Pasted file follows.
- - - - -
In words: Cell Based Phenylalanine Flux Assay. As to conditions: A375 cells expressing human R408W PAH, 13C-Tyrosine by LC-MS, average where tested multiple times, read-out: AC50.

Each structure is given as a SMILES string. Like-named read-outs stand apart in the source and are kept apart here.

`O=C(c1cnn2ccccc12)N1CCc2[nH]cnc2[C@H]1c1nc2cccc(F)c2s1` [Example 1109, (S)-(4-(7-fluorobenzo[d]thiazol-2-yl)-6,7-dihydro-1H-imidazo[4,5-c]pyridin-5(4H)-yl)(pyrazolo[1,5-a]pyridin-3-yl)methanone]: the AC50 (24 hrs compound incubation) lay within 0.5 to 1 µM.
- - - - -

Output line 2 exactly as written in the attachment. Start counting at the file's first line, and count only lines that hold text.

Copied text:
Each structure is given as a SMILES string. Like-named read-outs stand apart in the source and are kept apart here.